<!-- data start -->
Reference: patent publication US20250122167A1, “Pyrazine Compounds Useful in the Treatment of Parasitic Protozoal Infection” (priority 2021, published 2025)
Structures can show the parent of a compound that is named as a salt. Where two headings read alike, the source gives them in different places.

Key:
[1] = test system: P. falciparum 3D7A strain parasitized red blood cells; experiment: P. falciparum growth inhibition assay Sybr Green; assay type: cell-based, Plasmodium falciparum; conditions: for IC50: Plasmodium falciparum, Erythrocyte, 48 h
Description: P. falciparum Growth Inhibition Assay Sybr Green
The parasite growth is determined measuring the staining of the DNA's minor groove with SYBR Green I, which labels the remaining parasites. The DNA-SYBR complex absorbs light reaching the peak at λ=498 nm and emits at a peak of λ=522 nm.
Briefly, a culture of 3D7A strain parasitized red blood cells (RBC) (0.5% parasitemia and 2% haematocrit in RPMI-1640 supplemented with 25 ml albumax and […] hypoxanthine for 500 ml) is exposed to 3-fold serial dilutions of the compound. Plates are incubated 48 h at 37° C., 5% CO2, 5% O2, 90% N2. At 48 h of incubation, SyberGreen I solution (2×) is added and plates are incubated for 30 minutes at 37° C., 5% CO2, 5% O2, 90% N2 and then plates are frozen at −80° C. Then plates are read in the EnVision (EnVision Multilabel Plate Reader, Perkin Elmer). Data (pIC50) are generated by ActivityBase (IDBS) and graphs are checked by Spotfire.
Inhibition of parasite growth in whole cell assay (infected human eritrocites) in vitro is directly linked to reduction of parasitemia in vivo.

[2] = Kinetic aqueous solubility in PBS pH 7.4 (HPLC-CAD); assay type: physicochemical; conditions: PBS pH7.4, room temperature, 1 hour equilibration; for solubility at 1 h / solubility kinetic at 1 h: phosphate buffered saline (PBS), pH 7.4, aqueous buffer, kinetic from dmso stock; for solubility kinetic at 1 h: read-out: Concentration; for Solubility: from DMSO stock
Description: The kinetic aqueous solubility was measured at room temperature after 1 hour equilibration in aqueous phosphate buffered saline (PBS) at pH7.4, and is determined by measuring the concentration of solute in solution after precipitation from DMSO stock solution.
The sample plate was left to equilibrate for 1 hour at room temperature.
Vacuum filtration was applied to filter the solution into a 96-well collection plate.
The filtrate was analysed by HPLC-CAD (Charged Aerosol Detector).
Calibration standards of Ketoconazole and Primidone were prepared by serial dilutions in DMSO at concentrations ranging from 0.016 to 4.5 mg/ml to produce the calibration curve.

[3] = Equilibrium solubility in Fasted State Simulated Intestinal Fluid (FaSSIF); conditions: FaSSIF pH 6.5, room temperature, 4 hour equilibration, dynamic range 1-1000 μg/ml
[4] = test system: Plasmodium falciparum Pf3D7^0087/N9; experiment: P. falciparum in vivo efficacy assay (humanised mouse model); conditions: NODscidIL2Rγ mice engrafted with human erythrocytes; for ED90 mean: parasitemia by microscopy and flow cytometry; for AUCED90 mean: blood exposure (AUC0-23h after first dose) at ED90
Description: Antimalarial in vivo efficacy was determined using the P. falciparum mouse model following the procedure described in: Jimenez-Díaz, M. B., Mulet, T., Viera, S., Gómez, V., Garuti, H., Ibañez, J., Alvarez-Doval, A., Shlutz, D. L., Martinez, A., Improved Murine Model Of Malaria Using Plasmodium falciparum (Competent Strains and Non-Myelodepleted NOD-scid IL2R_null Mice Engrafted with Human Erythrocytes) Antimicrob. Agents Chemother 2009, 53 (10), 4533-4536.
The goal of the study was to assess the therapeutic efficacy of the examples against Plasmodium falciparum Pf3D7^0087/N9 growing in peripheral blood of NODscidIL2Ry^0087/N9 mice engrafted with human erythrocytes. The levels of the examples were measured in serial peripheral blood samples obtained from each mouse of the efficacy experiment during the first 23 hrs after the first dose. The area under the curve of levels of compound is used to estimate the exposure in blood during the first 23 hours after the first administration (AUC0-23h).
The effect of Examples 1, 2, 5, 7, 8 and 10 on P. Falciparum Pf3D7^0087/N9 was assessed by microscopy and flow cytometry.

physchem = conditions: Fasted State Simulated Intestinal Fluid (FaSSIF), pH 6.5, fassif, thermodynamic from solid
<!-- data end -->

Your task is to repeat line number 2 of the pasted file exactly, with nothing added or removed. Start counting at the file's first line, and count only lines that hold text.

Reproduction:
Structures can show the parent of a compound that is named as a salt. Where two headings read alike, the source gives them in different places.